New rules on home loans 'must be left alone'
Published 25/09/2016 | 02:30
The Central Bank last night sent out a defiant pre-Budget message to the Government, dampening expectations of a loosening of the tough mortgage rules.
The warning, by deputy governor Sharon Donnery, is a further sign of friction between Dame Street and the Department of Finance over fiscal control, with Ms Donnery telling the Department of Finance that adjusting home loan deposit rules could threaten stability in the financial markets.
Ms Donnery defended the current rules, which mean first-time buyers who want to buy a €400,000 property require a deposit of €58,000 - 10pc of the first €220,000 and 20pc of the remaining €180,000.
She said the rules were still in the early phase of a long-term cycle aimed at protecting the financial system as a whole. Adjusting these rules in response to "temporary and minor fluctuations" in the housing market would be unwise, she said.
The department has already called on the Central Bank to modify mortgage lending rules to help first-time buyers as concern grows within Government that their inability to secure loans is worsening the housing crisis.
Figures released by the Central Statistics Office (CSO) last week show residential property prices rose nationally by 6.7pc in the year up to July.
Speaking in Wexford on Saturday night, Ms Donnery said the loan-to-value and loan-to-income mortgage rules were vital.
"Learning from the crisis, the bank has taken clear and decisive action through the introduction of the mortgage measures," said Ms Donnery.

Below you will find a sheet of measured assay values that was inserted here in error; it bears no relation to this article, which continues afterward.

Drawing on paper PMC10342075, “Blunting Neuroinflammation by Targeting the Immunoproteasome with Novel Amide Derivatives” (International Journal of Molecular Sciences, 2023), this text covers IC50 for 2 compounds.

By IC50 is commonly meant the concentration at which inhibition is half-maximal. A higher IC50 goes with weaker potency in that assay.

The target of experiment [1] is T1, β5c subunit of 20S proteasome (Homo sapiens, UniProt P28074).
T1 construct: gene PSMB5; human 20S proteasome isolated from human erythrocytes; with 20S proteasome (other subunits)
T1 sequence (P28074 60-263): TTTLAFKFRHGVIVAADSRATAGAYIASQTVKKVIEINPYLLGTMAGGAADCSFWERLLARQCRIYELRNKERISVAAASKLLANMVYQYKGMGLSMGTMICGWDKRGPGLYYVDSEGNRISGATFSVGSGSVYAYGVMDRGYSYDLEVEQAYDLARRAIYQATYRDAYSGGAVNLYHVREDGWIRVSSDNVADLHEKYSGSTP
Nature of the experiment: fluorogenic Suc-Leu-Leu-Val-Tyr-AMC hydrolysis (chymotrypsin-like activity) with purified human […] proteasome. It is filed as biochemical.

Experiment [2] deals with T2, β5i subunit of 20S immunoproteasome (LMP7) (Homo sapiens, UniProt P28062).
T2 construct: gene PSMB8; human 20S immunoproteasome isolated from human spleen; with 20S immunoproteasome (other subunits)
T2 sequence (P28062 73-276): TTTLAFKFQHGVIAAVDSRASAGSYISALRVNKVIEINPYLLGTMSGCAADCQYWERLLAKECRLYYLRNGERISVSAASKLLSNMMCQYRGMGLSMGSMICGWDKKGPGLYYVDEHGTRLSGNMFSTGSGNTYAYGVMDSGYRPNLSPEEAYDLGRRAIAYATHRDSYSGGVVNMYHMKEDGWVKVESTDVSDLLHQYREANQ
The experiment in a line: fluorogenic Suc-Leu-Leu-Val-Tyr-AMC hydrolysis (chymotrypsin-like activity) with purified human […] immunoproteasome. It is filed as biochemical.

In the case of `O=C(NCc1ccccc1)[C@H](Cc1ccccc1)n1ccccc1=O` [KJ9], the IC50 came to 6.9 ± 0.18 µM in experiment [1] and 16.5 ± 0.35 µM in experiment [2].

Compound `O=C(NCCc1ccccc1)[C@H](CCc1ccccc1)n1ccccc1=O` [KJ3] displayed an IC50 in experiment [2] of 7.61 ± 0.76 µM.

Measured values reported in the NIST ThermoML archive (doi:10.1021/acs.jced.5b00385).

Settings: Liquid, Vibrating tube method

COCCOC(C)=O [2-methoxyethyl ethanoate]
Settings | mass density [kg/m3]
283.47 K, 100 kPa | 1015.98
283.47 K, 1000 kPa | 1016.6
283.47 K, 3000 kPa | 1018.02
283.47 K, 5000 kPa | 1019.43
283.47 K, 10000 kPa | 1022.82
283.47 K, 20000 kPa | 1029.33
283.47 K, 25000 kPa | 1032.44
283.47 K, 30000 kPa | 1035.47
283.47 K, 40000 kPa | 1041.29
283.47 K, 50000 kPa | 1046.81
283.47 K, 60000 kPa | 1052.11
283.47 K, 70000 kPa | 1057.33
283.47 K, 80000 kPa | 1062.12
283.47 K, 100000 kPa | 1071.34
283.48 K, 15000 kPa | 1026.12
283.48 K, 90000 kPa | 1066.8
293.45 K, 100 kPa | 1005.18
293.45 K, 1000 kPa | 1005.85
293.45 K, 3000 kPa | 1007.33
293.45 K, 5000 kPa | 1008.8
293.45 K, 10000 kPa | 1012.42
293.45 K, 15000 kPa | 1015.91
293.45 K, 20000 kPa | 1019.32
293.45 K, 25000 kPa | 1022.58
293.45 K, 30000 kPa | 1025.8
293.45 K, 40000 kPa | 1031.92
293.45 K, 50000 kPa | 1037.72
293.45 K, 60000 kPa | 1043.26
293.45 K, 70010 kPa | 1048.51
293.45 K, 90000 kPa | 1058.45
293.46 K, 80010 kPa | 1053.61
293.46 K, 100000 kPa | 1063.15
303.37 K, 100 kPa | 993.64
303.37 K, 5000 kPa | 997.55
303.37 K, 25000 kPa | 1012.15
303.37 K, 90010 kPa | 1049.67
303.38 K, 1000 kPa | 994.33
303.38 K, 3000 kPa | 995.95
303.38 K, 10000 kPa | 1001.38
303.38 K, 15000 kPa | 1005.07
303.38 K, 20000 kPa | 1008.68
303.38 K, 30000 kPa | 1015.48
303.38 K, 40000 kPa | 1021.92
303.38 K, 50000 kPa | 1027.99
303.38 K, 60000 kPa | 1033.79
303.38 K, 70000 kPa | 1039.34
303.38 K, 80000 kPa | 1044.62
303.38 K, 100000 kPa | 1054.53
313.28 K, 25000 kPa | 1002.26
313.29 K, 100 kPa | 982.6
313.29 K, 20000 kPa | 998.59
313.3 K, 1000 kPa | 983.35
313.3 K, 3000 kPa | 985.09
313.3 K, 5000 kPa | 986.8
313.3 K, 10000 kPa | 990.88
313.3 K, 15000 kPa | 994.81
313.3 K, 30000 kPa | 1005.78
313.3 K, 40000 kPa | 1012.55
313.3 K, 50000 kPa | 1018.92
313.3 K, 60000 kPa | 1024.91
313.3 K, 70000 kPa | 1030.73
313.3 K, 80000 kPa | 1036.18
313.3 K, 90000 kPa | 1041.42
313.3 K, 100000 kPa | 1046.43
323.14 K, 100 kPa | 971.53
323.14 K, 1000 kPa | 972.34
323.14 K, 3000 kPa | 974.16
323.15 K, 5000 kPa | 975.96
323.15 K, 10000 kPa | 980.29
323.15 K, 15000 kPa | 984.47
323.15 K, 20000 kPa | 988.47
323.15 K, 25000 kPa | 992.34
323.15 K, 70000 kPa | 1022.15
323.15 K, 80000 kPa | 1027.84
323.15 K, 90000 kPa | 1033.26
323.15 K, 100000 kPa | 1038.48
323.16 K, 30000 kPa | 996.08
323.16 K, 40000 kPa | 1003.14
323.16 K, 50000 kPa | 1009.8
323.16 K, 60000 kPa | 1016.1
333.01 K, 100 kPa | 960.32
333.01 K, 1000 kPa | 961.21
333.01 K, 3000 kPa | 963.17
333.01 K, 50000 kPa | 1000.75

"It would be unwise to seek to adjust the rules in response to minor and temporary fluctuations in the state of the financial cycle. Such a fine-tuning approach could actually aggravate financial instability if revisions proved to be unwarranted or badly timed."
Proposals put forward by the Department of Finance as part of a Central Bank review would see mortgage lenders given greater flexibility to breach the lending rules.
However, Ms Donnery said the benefits of the guidelines were "often unobservable" but that the costs of the measures can be immediately felt.
"The objective of the measures is to enhance the resilience of both borrowers and the banking sector.
"Stable rules are valuable for both households and mortgage lenders in eliminating avoidable uncertainty about the regulatory regime.
"Even if systemic risks were not emerging in the financial sector, borrower-based measures may still be necessary."
She also addressed the impact of the UK vote to leave the EU at the Dublin Economic Workshop Annual Economic Policy Conference, saying its impact on the Irish economy was uncertain but was likely to be negative.
She added: "Ireland is the most exposed European economy to the potential effects of Brexit.
"The UK accounts for a large percentage of Irish imports and exports. Labour flows and cross-border investment linkages are considerable and certain domestic Irish banks have large exposures to the UK."